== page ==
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Past Trials

BALANCE Trial

Rationale: The feasibility and clinical outcomes of conservative fluid management after sepsis resuscitation remain unknown.

Objectives: To evaluate the effect of a conservative fluid management protocol on fluid balance and intensive care unit (ICU)-free days among patients with sepsis.

Methods: In a single-center phase II/III randomized trial, we enrolled adults with suspected infection, ≥2 systemic inflammatory response syndrome criteria, and either shock (mean arterial pressure <60 mm Hg or vasopressors) or respiratory insufficiency (mechanical ventilation or oxygen saturation <97% and fraction of inspired oxygen ≥0.3). Patients were randomized 1:1 to usual care or a conservative fluid management protocol. The protocol restricted intravenous fluid administration during shock to treatment of oliguria or increasing vasopressor requirement. In the absence of shock, loop diuretic infusion targeted equal fluid input and output each study day. The primary outcomes were mean daily fluid balance (phase II) and ICU-free days (phase III).

Results: At the completion of phase II (n = 30), the difference in mean daily fluid balance between groups (-398 mL) was less than the prespecified threshold (-500 mL) and the trial was stopped. Patients in the conservative fluid management (n = 15) and usual care (n = 15) groups experienced similar cumulative fluid input (8450 mL vs 7049 mL; P = .90) of which only 14% was intravenous crystalloid or colloid. Loop diuretic infusion occurred more frequently in the conservative fluid management group (40% vs 0%; P = .02), and cumulative fluid output was 10 645 mL in the conservative fluid management group compared to 6286 mL in the usual care group (P = .39). Hemodynamic, respiratory, and renal function did not differ between the groups.

Conclusions: In this phase II trial, a conservative fluid management protocol did not decrease mean daily fluid balance by more than 500 mL among patients with sepsis.

Registration: Clinicaltrials.gov; NCT02159079.

Keywords: acute kidney injury; intravenous fluid; sepsis.

Conflict of interest statement

CONFLICTS OF INTEREST

All authors completed and submitted the ICMJE Form for Disclosure of Potential Conflicts of Interest. The authors declared no potential conflicts of interest with the current work. W.H.S. reported serving on advisory boards for Venaxis, Inc., Ferring Pharmaceuticals, and Cempra Pharmaceuticals, and as a consultant for Abbott Point-of-Care. T.W.R. reported serving on an advisory board for Avisa Pharma, LLC and as the Director of Medical Affairs for Cumberland Pharmaceuticals, Inc.

Manuscript Title: “Conservative Fluid Management After Sepsis Resuscitation: A Pilot Randomized Trial.”

Journal: Journal of Intensive Care Medicine

PMID: 30630380

Past Trials

PREPAREII Trial

Importance: Hypotension is common during tracheal intubation of critically ill adults and increases the risk of cardiac arrest and death. Whether administering an intravenous fluid bolus to critically ill adults undergoing tracheal intubation prevents severe hypotension, cardiac arrest, or death remains uncertain.

Objective: To determine the effect of fluid bolus administration on the incidence of severe hypotension, cardiac arrest, and death.

Design, setting, and participants: This randomized clinical trial enrolled 1067 critically ill adults undergoing tracheal intubation with sedation and positive pressure ventilation at 11 intensive care units in the US between February 1, 2019, and May 24, 2021. The date of final follow-up was June 21, 2021.

Interventions: Patients were randomly assigned to receive either a 500-mL intravenous fluid bolus (n = 538) or no fluid bolus (n = 527).

Main outcomes and measures: The primary outcome was cardiovascular collapse (defined as new or increased receipt of vasopressors or a systolic blood pressure <65 mm Hg between induction of anesthesia and 2 minutes after tracheal intubation, or cardiac arrest or death between induction of anesthesia and 1 hour after tracheal intubation). The secondary outcome was the incidence of death prior to day 28, which was censored at hospital discharge.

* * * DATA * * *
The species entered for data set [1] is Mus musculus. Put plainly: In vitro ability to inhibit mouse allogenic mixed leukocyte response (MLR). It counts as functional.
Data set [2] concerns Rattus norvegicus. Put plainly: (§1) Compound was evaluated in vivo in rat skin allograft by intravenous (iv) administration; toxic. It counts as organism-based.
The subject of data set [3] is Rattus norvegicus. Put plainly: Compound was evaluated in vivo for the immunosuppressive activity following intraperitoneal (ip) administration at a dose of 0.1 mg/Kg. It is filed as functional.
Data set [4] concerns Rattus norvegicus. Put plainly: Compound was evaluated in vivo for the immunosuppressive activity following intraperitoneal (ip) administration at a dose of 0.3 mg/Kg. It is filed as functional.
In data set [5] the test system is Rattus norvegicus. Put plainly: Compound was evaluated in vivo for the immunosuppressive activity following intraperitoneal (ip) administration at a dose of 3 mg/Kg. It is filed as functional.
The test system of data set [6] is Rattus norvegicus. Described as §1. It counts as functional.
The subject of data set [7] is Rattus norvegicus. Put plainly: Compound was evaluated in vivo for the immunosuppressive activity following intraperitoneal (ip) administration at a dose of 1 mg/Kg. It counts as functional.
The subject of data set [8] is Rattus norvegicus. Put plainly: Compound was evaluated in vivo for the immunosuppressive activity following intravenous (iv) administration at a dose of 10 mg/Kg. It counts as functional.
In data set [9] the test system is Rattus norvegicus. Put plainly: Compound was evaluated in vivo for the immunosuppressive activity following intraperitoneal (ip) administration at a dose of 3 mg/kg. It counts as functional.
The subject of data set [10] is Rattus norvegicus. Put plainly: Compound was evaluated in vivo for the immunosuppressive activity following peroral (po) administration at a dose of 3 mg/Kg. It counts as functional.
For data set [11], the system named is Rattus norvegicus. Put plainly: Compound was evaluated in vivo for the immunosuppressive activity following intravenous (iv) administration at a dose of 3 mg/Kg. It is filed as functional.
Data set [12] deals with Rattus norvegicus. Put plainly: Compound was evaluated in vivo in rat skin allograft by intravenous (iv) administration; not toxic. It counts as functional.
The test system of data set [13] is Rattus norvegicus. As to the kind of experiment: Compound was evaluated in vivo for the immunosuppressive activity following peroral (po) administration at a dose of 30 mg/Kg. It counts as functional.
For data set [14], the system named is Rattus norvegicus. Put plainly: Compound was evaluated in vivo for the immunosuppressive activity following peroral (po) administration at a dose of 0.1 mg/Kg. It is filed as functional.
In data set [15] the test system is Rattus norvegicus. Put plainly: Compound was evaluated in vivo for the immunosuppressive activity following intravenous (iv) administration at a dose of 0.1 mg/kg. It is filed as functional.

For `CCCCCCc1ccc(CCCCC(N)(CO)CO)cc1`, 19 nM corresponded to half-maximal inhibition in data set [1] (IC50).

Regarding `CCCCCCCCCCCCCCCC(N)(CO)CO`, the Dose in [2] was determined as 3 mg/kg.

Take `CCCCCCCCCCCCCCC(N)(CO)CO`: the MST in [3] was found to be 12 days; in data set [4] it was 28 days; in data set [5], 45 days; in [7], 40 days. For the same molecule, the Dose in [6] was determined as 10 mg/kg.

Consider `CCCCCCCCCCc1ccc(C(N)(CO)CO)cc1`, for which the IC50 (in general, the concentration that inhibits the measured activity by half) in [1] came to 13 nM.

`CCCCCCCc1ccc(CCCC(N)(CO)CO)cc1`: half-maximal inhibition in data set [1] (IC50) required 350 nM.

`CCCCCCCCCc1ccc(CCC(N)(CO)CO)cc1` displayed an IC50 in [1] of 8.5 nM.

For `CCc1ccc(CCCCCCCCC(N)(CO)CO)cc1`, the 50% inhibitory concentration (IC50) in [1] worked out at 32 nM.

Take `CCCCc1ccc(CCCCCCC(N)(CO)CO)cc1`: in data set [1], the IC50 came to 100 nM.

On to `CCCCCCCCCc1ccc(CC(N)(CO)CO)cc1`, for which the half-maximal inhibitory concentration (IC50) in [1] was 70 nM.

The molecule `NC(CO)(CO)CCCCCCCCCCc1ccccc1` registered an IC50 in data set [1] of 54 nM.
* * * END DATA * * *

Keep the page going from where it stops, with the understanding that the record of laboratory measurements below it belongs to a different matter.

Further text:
Results: Among 1067 patients randomized, 1065 (99.8%) completed the trial and were included in the primary analysis (median age, 62 years [IQR, 51-70 years]; 42.1% were women). Cardiovascular collapse occurred in 113 patients (21.0%) in the fluid bolus group and in 96 patients (18.2%) in the no fluid bolus group (absolute difference, 2.8% [95% CI, -2.2% to 7.7%]; P = .25). New or increased receipt of vasopressors occurred in 20.6% of patients in the fluid bolus group compared with 17.6% of patients in the no fluid bolus group, a systolic blood pressure of less than 65 mm Hg occurred in 3.9% vs 4.2%, respectively, cardiac arrest occurred in 1.7% vs 1.5%, and death occurred in 0.7% vs 0.6%. Death prior to day 28 (censored at hospital discharge) occurred in 218 patients (40.5%) in the fluid bolus group compared with 223 patients (42.3%) in the no fluid bolus group (absolute difference, -1.8% [95% CI, -7.9% to 4.3%]; P = .55).

Conclusions and relevance: Among critically ill adults undergoing tracheal intubation, administration of an intravenous fluid bolus compared with no fluid bolus did not significantly decrease the incidence of cardiovascular collapse.

Manuscript Title: “Effect of Fluid Bolus Administration on Cardiovascular Collapse Among Critically Ill Patients Undergoing Tracheal Intubation: A Randomized Clinical Trial”

Past Trials

SMART Trial

Background: Both balanced crystalloids and saline are used for intravenous fluid administration in critically ill adults, but it is not known which results in better clinical outcomes.

Methods: In a pragmatic, cluster-randomized, multiple-crossover trial conducted in five intensive care units at an academic center, we assigned 15,802 adults to receive saline (0.9% sodium chloride) or balanced crystalloids (lactated Ringer’s solution or Plasma-Lyte A) according to the randomization of the unit to which they were admitted. The primary outcome was a major adverse kidney event within 30 days – a composite of death from any cause, new renal-replacement therapy, or persistent renal dysfunction (defined as an elevation of the creatinine level to ≥200% of baseline) – all censored at hospital discharge or 30 days, whichever occurred first.